Unilateral frontal craniotomy with subfrontal approach: This approach has the advantage of sparing the opposite frontal lobe and superior saggital sinus. The disadvantages include:

Smaller exposure
Excessive brain retraction

Pterional approach:

This is a rather new approach. It is less invasive than frontal craniotomy approaches. It avoids CSF leaks because the frontal sinus is not damaged. The optic nerve can be localised and exposed before tumor manipulation. Major disadvantage of this approach is the lack of working space. The wole dissection process needs to be carried out within a narrow angle.

Endoscopic resection:

This procedure is performed binaurally with the endoscope introduced through one nose and the surgical instruments via the other.
This procedure involves:
  1. Bilateral maxillary antrostomies
  2. Complete ethmoidectomies
  3. Sphenoidotomies
  4. Frontal sinusotomy

Unilateral / bilateral nasal septal flaps are harvested first. This helps in covering the dural defect.These flaps are tucked into the nasopharynx well out of the way of surgical field.
Modified Lothrop procedureis performed. The frontal intersinus septum should be completely removed.

Controlling the bleeding to the mass is the top most priority. The anterior ethmoidal artery should be identified and ligated. Anterior ethmoidal arteries should be sought and ligated on both sides. Posterior ethmoidal arteries also should be drilled out and ligated. Image guidance is used to identigy the anterior and posterior extent of the mass. The anterior cut is usually made at the level of posterior wall of frontal sinus and continued along the fovea ethmoidalis using drills and kerrison punch. The posterior resection is made as posterior as possible. This is usually governed by the posterior extent of the mass. It can be as posterior as the planum of sphenoid.

Dura is incised exposing the entire olfactory groove meningioma. Dissection is completed using a combination of blunt dissection, debrider and CUSA. Tumors involving the medial wall of the orbit may be considered to be rather suboptimal for endoscopic resection. While performing the resection of the tumor care should be exercised to dissect it between the tumor and arachnoid plane. The defect in the skull base is repaired using abdominal fat, reinforced with fascia lata and tissue glue is used to fix them in place.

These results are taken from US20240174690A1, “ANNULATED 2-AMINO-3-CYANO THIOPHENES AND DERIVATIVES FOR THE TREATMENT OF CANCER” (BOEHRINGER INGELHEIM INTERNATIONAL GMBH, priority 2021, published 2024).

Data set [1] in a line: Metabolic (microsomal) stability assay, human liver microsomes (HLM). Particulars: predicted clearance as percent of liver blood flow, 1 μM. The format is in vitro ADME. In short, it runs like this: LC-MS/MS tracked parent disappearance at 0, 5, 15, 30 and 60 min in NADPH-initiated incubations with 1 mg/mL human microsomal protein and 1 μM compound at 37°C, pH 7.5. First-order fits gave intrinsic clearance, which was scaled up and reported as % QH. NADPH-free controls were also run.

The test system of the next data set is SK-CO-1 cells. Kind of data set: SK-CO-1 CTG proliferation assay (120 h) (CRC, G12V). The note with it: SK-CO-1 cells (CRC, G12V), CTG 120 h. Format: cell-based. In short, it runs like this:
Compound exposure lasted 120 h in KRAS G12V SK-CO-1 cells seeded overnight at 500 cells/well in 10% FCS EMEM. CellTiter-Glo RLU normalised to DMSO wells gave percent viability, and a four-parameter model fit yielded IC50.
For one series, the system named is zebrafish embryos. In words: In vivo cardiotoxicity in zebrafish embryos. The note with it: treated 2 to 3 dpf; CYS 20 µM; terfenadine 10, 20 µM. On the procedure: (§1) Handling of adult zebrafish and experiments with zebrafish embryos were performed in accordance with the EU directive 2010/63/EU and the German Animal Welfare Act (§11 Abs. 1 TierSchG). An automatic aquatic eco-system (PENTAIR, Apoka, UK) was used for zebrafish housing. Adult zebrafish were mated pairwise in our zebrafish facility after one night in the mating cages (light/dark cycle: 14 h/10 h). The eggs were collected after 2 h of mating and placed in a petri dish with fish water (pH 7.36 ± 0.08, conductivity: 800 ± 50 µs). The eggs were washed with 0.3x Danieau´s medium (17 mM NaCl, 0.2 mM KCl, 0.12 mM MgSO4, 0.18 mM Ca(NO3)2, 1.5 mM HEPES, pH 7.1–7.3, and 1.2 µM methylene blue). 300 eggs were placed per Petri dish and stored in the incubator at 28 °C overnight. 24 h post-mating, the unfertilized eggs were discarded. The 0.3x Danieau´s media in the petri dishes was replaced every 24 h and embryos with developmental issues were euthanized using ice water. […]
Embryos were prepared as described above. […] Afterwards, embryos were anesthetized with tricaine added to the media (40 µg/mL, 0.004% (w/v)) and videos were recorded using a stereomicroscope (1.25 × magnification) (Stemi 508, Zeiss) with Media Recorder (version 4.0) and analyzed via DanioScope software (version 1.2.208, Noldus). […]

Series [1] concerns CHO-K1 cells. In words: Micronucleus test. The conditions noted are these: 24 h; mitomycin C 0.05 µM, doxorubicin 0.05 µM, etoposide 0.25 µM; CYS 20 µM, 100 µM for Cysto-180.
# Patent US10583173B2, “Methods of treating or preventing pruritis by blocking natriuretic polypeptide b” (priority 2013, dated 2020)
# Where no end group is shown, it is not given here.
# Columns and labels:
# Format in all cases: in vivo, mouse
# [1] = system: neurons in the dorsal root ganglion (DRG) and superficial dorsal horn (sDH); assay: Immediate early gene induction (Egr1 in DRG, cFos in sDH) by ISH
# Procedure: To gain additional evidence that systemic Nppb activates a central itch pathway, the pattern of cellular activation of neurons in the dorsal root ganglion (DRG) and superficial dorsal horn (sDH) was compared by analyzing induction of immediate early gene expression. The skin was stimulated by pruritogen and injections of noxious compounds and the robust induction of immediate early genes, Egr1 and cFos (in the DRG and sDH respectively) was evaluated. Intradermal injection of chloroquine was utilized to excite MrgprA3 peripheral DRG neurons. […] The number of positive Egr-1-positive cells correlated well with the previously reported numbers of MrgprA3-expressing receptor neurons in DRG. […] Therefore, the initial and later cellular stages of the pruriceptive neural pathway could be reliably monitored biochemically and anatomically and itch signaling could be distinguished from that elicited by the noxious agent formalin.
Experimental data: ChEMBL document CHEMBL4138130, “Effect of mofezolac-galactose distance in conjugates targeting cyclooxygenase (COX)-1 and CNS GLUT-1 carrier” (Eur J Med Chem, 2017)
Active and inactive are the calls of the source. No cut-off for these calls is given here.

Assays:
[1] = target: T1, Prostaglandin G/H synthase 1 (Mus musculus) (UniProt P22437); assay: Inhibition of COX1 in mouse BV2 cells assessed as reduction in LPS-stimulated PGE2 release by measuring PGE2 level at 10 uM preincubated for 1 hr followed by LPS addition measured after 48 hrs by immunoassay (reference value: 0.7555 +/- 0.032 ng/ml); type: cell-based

Advantages of endoscopic approach:

  1. The main site of recurrence i.e. The floor of the anterior cranial fossa is completely resected / drilled out.
  2. Allows two surgeons to operate simultaneously there by ensuring clear surgical field
  3. Very useful from the cosmetic point of view.

Role of irradiation in the management of meningiomas:

  1. RT is indicated only in patients with recurrent tumors following surgical resection
  2. In patients with atypical / malignant meningiomas after surgical extirpation of the tumor

Role of stereotactic radio surgery:

The major advantage of this procedure is that the irradiation dose at the edge of the neoplasm is greatly reduced thereby sparing the normal adjacent tissues. This procedure can be safely used to treat even large volume tumors close to critical intracranial structures.

Targetted molecular therapy:

This type of therapy aims at blocking the various signals leading to unbridled proliferation of cells. These include:

  1. Inhibitor of PDGFR – This is infact a key driver of cell proliferation in meningiomas. Drugs that block this can help in arresting the growth of meningiomas. Classic example of these drugs is Imatinib.
  2. Inhibitors of angiogenesis factor – Sorafenib and Sunitinib are examples of drugs belonging to this group